The University of Florida’s College of Law recently created the position of associate director of technology services to manage these entities, work with Price’s library branch and report directly to Price. This has become a vital role, says Andy Adkins, who was appointed to the job. Since the law school equips each classroom with overhead computer projectors, desktop workstations, DVD players and VCRs, someone must show faculty how to incorporate technology into their courses
Together Price and Adkins hired an electronic services librarian to help faculty develop interactive classroom presentations. They agreed the position would become part of the library because that group had the budget for it. Adkins also consolidated the computer and AV branches so that faculty could request AV or computer materials from one location.
University of Florida ROI
By combining functions, the law library and IT staff have reduced the number of people needed to perform these functions. For instance, two professional librarians once performed such media functions as videotaping classes. “That was not a productive use of personnel,” Price recalls.
Today, two media technicians do the same task, and the librarians have been reassigned. The library netted about $50,000 a year from this change, Price says, and the reorganization of positions allowed the hiring of two IT techs and the electronic services librarian.
UNDERSTAND ANOTHER’S VIEWPOINT
At the State University of New York Morrisville College, the challenge comes down to “differences in service attitude,” says Bill Drew, president of the SUNY Librarians Association, made up of 200 librarians representing more than 75 libraries on 64 campuses.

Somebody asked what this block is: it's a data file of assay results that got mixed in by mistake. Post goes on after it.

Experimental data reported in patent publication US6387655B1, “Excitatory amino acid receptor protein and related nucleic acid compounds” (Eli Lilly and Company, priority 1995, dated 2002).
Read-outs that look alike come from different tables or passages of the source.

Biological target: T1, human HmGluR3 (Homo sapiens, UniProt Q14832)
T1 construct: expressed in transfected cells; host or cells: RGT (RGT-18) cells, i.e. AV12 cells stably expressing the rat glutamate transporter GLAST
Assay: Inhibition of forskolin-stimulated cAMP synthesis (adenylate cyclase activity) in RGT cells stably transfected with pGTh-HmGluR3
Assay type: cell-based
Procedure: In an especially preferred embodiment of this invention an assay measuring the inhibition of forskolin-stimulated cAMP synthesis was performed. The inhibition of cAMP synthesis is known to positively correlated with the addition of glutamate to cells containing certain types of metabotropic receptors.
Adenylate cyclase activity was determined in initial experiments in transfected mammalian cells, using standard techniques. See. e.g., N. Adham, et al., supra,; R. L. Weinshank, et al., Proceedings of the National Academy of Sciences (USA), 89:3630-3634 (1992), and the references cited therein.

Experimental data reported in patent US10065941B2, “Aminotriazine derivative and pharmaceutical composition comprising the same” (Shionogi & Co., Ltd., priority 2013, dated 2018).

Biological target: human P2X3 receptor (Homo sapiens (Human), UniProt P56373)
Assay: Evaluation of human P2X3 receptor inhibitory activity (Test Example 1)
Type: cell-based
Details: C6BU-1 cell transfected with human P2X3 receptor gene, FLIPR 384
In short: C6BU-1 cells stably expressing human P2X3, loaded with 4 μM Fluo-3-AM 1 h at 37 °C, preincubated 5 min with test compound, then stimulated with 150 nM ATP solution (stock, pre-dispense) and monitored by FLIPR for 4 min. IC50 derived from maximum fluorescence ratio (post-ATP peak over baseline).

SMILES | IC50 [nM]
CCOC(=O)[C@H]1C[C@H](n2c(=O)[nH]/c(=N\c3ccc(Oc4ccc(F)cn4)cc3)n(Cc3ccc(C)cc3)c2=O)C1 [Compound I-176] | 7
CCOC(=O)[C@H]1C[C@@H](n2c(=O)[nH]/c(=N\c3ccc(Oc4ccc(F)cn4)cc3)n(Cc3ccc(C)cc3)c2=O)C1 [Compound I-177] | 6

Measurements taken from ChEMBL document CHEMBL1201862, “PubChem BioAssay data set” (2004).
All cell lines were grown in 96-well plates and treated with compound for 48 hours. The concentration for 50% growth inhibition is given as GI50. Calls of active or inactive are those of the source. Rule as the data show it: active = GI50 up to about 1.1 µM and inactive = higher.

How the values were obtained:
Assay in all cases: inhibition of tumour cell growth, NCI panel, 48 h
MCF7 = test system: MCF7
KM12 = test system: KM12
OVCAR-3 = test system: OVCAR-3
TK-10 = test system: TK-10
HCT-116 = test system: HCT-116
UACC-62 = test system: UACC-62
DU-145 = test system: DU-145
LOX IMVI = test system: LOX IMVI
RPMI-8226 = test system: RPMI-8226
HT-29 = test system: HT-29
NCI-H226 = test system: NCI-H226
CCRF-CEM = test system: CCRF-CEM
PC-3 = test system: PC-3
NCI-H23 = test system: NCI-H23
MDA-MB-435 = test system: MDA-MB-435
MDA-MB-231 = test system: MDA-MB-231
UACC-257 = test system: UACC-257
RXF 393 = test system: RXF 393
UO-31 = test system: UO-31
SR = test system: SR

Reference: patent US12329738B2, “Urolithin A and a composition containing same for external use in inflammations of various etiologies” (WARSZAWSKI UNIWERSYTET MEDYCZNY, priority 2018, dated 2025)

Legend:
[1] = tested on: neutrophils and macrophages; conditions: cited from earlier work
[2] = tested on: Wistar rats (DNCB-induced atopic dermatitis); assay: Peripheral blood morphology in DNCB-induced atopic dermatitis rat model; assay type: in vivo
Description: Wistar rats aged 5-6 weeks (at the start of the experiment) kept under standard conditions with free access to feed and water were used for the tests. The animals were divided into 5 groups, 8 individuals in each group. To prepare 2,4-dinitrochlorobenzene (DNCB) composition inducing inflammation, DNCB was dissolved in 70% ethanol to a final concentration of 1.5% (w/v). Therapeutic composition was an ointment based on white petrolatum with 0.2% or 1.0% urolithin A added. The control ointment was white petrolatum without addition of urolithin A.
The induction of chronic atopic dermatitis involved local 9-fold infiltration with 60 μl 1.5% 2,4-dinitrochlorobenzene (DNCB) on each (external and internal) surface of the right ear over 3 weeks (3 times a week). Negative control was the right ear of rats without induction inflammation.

“Librarians deal directly with the students and faculty,” says Drew. “If our computer systems don’t work, we’re out of business.” While the library’s main server is housed off campus, many services are maintained locally, like the proxy servers that allow students to use library databases from off campus, as well as the library’s Web pages. “When something goes down, we need it fixed yesterday,” Drew says.
Meanwhile SUNY Morrisville’s IT department sees problems as systemwide and “has too much to do and not enough people,” he adds. “They’ve got other departments to deal with other than the library.”
“Personal contacts are the biggest thing,” says Drew, who knows many IT staffers personally. “Because these contacts have a better understanding of where I’m coming from, I also understand what their priorities are and act as a buffer to the library.”
SUNY Morrisville ROI